If he is able to roll, flip or pass the ball out all in one continuous motion, it is a legal play, regardless of the fact that the ball is in the back of his crosse. However, when the player makes an attempt to flip the ball from the back of the crosse to the front, pass or roll the ball can’t and they must forcefully shake the ball out. Withholding! Similarly, if the ball is defying the laws of gravity, i.e. the back of the crosse is facing the ground while the player runs down field and the ball is not falling out. That’s withholding.
Here is a perfect example of what I am talking about.
Face Off – Ref Training from Ted Bendrick – TVX Video.com on Vimeo.
If you can’t tell, you can’t call it. If is ain’t stuck, it ain’t stuck. You may “believe” that the ball is stuck, the player “believe” that the ball is stuck, both coaches and the fans might “believe” that the ball is stuck, but all you had to go on as an official is that a player gained possession in the back of his crosse and ran down the field. Nothing he did UP TO THAT POINT clearly demonstrated to you that the ball was being withheld. So until you know that the ball is stuck, its legal. Just wait and see and when you see that it’s stuck, IMMEDIATE whistle, withholding.
Ball Stuck under Stick
If a player looses his stick and the ball either remains in the pocket or is trapped under the head of the crosse it is withholding. Do not be too quick to blow the whistle in this situation, instead wait to make absolutely sure that the ball is actually in or under the stick. See Rule 4:7 1 Situation.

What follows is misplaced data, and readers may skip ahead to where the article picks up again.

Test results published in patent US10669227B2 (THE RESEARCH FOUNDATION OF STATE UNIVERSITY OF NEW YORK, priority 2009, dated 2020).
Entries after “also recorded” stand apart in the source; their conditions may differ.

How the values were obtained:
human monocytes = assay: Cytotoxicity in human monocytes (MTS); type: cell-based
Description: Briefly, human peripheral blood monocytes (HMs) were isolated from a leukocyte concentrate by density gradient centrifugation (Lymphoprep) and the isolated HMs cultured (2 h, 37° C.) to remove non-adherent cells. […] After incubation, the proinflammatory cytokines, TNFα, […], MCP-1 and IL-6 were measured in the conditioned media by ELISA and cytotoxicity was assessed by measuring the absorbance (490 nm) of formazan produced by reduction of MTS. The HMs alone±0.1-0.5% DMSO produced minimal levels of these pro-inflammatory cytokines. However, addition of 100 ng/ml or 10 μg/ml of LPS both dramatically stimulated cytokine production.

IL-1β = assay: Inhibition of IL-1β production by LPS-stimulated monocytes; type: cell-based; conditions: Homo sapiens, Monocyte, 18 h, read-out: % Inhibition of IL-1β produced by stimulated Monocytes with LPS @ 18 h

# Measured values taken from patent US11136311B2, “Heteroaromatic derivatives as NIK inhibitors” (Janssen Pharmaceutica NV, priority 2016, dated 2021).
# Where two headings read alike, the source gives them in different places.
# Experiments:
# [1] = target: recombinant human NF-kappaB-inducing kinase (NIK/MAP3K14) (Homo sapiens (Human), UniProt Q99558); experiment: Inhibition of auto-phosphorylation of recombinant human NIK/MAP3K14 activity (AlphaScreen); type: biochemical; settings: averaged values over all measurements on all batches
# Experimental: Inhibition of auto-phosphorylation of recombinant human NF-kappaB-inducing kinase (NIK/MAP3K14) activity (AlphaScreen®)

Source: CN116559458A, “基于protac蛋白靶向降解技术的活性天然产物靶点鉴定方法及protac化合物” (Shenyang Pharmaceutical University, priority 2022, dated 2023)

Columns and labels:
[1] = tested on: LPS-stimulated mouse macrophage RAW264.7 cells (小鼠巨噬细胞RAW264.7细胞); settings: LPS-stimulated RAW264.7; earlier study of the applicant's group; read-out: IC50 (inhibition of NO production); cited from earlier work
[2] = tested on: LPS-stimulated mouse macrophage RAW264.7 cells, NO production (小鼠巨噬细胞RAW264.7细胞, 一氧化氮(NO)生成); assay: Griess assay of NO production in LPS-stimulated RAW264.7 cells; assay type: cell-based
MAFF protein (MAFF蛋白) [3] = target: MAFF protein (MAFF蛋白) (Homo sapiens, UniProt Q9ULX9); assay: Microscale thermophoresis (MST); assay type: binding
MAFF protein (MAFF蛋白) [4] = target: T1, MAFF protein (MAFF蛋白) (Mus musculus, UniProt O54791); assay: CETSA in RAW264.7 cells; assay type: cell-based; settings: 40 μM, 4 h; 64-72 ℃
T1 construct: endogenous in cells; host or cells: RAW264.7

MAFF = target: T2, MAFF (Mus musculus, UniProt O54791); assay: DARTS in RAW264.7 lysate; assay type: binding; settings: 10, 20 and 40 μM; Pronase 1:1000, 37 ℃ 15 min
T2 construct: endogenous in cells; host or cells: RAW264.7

Ball Stuck in Equipment
If the ball is stuck in a player’s uniform or equipment, it is withholding and an immediate whistle, but in this case possession is awarded via the Alternate Possession rule. The only exception is in the case of the ball lodged in the goalkeeper’s equipment while he is in the crease. In that case, award the ball to the defense in the alley at GLE. See Rule 4:7 Art 2 and Note.
Clamping the Ball
The faceoff or loose ball scrum is where you will see a player withhold a loose ball. The primary rule addressing loose ball withholding, Rule 6:12, states:
When a loose ball is on the ground, a player may not lie on the ball, trap it with his crosse longer than is necessary for him to control the ball and pick it up with one continuous motion, or withhold the ball from play in any other manner. A player, players or team may not deliberately withhold the ball from play. Repeated actions of this nature may be ruled unsportsmanlike conduct.